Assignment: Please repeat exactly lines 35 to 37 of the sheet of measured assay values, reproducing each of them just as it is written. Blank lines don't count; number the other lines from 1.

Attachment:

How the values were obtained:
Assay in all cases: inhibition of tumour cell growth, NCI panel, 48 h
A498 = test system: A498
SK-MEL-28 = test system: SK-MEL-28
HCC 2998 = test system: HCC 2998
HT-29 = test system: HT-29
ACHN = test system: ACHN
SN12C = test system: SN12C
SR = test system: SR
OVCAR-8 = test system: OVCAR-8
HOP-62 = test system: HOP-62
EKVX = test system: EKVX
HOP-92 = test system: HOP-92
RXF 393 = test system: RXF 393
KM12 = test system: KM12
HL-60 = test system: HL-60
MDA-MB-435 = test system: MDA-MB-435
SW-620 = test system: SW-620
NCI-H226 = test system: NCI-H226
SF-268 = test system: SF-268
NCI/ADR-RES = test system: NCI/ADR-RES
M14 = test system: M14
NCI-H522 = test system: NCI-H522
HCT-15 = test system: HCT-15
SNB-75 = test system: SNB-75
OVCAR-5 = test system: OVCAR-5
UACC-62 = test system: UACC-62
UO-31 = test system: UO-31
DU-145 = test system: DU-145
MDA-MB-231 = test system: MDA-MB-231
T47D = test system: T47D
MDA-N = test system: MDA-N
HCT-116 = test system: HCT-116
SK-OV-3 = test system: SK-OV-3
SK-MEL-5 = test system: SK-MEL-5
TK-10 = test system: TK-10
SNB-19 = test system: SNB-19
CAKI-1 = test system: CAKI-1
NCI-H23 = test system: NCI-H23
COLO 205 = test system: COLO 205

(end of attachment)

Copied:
SK-MEL-5 = test system: SK-MEL-5
TK-10 = test system: TK-10
SNB-19 = test system: SNB-19